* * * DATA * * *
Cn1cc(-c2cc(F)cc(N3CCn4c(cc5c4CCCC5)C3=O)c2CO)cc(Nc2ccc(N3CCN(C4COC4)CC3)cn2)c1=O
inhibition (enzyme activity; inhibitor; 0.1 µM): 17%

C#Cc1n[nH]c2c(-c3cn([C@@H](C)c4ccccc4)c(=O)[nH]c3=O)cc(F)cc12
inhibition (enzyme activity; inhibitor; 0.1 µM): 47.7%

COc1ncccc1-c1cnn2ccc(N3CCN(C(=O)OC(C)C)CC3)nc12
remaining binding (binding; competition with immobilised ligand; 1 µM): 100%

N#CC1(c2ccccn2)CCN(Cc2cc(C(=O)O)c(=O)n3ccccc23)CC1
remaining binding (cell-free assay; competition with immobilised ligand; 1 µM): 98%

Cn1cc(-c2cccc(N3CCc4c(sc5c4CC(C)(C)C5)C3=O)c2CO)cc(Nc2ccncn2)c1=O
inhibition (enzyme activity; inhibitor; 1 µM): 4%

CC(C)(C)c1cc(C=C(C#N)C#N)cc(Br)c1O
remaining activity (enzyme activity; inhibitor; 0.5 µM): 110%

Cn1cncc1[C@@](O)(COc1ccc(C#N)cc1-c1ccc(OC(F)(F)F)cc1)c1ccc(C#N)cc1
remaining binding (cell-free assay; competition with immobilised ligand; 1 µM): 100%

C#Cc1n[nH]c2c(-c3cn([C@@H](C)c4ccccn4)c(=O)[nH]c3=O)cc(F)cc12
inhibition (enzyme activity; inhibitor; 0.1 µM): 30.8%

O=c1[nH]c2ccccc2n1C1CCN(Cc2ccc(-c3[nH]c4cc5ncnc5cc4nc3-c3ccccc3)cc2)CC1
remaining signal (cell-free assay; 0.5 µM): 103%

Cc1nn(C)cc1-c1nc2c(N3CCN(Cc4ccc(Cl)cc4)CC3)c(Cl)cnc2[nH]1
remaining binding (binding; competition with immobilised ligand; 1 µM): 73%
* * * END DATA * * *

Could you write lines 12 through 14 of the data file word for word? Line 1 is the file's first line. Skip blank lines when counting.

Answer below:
remaining activity (enzyme activity; inhibitor; 0.5 µM): 110%

Cn1cncc1[C@@](O)(COc1ccc(C#N)cc1-c1ccc(OC(F)(F)F)cc1)c1ccc(C#N)cc1
remaining binding (cell-free assay; competition with immobilised ligand; 1 µM): 100%